justified and clearly related to the research objectives of the
proposed project.

Applicants should request support to conduct research not already
being supported by the U.S. investigator's parent grant; however, the
research proposal must be an extension of or related to the research
project currently funded by the NIH.  The awards will be made to U.S.
institutions that will be responsible for the expenditures.  The
minimum FIRCA project period will be for one year; the maximum will
be for three years.  Continuation of the FIRCA project depends upon
research progress, availability of funds, and continuation of
appropriate NIH support of the Principal Investigator's AIDS-related

Since the research supported under this award is mainly to occur at
the foreign site, indirect costs will be calculated on the basis of
the off-site rate of the U.S. sponsoring institution.


The main objective of this AIDS-FIRCA program is to facilitate unique
and highly promising collaborative basic and applied research efforts
between U.S. and foreign scientists that will both expand and enhance
the HIV- and AIDS-related NIH-supported research program of the U.S.
Principal Investigator and benefit the scientific interests of the
collaborating foreign scientist.  All areas of research directly and
indirectly related to HIV infection and AIDS are eligible for
consideration.  Examples of topics include, but are not limited to:

o  Research related to the development of HIV/AIDS vaccines;

o  Research on antiviral and other interventions for HIV/AIDS;

o  Research on HIV and infection by the virus;

o  Research on other retroviruses related to HIV;

o  Studies of maternal/pediatric HIV infections;

o Cofactors involved in HIV infection;

o  Studies on the spread of HIV infection and AIDS into new locales;

o  The natural history of HIV infection;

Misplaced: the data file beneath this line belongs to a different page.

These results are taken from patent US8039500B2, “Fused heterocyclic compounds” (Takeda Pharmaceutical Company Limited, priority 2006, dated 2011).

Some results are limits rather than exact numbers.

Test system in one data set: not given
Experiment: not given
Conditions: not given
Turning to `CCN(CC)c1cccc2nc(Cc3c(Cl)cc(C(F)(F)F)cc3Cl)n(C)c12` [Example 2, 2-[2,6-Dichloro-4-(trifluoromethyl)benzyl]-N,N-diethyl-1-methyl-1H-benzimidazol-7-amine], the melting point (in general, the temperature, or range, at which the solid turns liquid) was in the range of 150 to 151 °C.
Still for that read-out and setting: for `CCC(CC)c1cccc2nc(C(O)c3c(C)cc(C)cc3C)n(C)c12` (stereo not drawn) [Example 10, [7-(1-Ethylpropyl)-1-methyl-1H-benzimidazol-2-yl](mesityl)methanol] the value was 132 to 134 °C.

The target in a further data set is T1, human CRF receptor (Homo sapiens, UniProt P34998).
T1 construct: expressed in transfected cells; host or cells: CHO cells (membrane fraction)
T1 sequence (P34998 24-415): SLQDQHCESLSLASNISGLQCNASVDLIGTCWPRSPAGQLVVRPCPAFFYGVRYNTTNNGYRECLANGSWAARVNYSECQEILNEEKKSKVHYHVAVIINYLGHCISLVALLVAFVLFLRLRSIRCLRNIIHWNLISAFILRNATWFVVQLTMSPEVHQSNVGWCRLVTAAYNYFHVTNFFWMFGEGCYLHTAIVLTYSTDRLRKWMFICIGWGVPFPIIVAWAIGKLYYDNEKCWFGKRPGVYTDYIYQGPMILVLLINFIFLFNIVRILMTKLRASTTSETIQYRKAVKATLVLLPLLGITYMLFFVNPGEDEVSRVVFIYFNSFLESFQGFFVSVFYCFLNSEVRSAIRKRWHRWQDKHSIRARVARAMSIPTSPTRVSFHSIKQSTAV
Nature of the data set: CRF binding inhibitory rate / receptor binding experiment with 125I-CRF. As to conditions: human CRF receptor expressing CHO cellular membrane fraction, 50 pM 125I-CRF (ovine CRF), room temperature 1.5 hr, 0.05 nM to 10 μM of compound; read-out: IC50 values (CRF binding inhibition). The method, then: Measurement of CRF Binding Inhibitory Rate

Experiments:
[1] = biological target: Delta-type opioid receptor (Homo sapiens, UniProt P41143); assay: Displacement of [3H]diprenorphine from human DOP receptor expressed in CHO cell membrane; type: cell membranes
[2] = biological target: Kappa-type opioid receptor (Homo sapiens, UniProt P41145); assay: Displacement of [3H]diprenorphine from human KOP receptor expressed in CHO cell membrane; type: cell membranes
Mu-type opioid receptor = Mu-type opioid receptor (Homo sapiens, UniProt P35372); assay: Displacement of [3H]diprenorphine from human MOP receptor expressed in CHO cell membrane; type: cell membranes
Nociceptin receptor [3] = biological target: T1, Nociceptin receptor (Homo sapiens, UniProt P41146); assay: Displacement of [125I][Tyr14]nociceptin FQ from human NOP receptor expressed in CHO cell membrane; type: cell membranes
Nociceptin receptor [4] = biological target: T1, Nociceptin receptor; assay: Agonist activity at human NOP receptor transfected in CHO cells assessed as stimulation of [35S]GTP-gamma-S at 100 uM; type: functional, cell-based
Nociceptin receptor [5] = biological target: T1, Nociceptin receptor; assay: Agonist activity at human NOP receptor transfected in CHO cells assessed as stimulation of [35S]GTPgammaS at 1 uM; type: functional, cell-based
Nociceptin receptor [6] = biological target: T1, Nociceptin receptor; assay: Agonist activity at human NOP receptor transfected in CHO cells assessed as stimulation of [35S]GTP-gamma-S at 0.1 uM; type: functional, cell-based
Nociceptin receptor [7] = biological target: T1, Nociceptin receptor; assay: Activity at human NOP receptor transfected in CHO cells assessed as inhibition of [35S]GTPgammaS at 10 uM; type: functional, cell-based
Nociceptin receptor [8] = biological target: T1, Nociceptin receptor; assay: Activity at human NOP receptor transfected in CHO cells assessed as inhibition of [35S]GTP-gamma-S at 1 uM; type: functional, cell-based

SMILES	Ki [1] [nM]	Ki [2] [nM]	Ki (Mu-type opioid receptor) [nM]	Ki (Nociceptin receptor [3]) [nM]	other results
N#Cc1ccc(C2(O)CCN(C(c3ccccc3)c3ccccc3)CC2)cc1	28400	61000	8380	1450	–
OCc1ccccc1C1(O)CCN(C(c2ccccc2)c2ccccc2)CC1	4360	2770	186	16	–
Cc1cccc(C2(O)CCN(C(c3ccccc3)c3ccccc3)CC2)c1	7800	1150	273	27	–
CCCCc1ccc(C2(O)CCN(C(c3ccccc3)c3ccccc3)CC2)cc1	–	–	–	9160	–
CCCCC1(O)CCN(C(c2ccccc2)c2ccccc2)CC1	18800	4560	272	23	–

o  Research on opportunistic infections and other disorders that
result from immunosuppression by the AIDS virus;

o  Studies of emerging/reemerging microbes and diseases linked to
factors known or suspected to relate to the spread of HIV; and

o  Research on the social and behavioral factors that affect HIV risk
and transmission.

Applicants should be aware that applicable provisions for protection
of human research subjects and laboratory animals must be met in both
domestic and foreign settings.  See Title 45 CFR, Part 46, for
information concerning the Department of Health and Human Services
regulations for the protection of human subjects and the PHS Policy
on Humane Care and Use of Laboratory Animals.  These are available
from the Office for Protection from Research Risks, National
Institutes of Health, 6100 Executive Boulevard MSC 7507, Rockville,
MD 20892-7507.  Information on these assurances is included in the
special application instructions available from the FIC program
contact listed under INQUIRIES.


It is the policy of the NIH that women and members of minority groups
and their subpopulations must be included in all NIH supported
biomedical and behavioral research projects involving human subjects,
unless a clear and compelling rationale and justification is provided
that inclusion is inappropriate with respect to the health of the
subjects or the purpose of the research.  This new policy results
from the NIH Revitalization Act of 1993 (Section 492B of Public Law
103-43) and supersedes and strengthens the previous policies
(Concerning the Inclusion of Women in Study Populations, and
Concerning the Inclusion of Minorities in Study Populations), which
have been in effect since 1990. The new policy contains some
provisions that are substantially different from the 1990 policies.
All investigators proposing research involving human subjects should
read the "NIH Guidelines For Inclusion of Women and Minorities as
Subjects in Clinical Research," which have been published in the
Federal Register of March 28, 1994 (59 FR 14508-14513) and printed in
the NIH Guide for Grants and Contracts, Volume 23, Number 11, March
18, 1994.

Investigators also may obtain copies of the policy from the program
staff listed under INQUIRIES.  Program staff may also provide
additional relevant information concerning the policy.


o  Special application instructions are required and are available
from the International Research and Awards Branch, FIC (address

o  The application consists of a portion to be completed by the U.S.
Principal Investigator, and a separate portion to be completed by the
foreign collaborator.  Both portions of this application must be